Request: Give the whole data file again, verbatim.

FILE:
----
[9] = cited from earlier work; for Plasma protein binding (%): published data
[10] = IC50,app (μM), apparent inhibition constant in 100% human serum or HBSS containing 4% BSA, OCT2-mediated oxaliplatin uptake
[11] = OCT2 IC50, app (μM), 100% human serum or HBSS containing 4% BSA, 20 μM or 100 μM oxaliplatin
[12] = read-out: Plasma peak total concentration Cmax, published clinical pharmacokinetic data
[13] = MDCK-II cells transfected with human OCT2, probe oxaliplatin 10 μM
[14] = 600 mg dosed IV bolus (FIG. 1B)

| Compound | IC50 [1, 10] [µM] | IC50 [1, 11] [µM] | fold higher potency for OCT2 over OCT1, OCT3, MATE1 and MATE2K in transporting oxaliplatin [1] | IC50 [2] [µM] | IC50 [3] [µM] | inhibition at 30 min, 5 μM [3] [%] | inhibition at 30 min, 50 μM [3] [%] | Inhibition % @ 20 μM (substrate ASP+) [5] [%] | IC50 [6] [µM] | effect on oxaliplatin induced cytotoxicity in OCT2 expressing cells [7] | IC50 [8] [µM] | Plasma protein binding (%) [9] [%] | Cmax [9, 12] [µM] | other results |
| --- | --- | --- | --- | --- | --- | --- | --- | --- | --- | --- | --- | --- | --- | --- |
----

[9] = cited from earlier work; for Plasma protein binding (%): published data
[10] = IC50,app (μM), apparent inhibition constant in 100% human serum or HBSS containing 4% BSA, OCT2-mediated oxaliplatin uptake
[11] = OCT2 IC50, app (μM), 100% human serum or HBSS containing 4% BSA, 20 μM or 100 μM oxaliplatin
[12] = read-out: Plasma peak total concentration Cmax, published clinical pharmacokinetic data
[13] = MDCK-II cells transfected with human OCT2, probe oxaliplatin 10 μM
[14] = 600 mg dosed IV bolus (FIG. 1B)

| Compound | IC50 [1, 10] [µM] | IC50 [1, 11] [µM] | fold higher potency for OCT2 over OCT1, OCT3, MATE1 and MATE2K in transporting oxaliplatin [1] | IC50 [2] [µM] | IC50 [3] [µM] | inhibition at 30 min, 5 μM [3] [%] | inhibition at 30 min, 50 μM [3] [%] | Inhibition % @ 20 μM (substrate ASP+) [5] [%] | IC50 [6] [µM] | effect on oxaliplatin induced cytotoxicity in OCT2 expressing cells [7] | IC50 [8] [µM] | Plasma protein binding (%) [9] [%] | Cmax [9, 12] [µM] | other results |
| --- | --- | --- | --- | --- | --- | --- | --- | --- | --- | --- | --- | --- | --- | --- |